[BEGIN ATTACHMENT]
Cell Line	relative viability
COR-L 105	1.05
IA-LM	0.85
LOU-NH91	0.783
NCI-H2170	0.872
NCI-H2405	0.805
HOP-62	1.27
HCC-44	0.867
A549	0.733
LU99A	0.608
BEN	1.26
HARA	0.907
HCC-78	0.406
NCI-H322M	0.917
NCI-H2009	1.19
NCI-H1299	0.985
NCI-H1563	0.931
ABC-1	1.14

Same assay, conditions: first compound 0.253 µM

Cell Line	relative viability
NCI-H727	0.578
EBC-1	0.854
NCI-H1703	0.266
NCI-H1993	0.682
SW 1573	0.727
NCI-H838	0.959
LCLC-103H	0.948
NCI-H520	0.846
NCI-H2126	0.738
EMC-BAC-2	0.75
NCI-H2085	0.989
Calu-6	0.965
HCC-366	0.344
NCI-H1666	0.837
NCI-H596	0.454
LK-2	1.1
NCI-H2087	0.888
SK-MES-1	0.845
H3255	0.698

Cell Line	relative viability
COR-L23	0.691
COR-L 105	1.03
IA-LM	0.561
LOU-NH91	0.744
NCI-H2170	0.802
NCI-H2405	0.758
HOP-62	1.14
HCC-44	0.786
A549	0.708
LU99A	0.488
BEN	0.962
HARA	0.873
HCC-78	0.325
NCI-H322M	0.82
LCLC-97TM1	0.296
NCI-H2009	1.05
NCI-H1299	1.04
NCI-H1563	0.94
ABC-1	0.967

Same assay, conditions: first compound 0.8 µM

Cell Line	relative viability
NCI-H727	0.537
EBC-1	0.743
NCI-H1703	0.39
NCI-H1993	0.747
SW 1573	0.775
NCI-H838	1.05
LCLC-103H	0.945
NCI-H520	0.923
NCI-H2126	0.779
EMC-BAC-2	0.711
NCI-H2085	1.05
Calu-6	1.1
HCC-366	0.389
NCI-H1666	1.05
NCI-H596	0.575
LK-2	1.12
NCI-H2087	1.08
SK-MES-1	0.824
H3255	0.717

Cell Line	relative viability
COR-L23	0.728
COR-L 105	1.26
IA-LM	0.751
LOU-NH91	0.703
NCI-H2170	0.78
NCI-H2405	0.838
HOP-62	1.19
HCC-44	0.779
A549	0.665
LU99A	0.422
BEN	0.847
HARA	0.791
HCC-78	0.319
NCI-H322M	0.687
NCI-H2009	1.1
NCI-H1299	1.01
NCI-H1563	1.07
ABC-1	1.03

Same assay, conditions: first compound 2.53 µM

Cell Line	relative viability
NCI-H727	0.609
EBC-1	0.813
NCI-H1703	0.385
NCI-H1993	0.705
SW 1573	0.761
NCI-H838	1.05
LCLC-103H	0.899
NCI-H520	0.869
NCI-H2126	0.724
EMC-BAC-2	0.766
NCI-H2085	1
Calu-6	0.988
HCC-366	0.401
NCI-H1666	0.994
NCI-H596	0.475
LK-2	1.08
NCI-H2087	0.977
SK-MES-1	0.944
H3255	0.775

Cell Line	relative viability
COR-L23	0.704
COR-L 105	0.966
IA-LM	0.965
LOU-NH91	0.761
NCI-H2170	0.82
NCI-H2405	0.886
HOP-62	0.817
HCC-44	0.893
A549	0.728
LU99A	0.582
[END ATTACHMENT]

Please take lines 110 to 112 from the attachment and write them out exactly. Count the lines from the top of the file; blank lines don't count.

NCI-H2126	0.724
EMC-BAC-2	0.766
NCI-H2085	1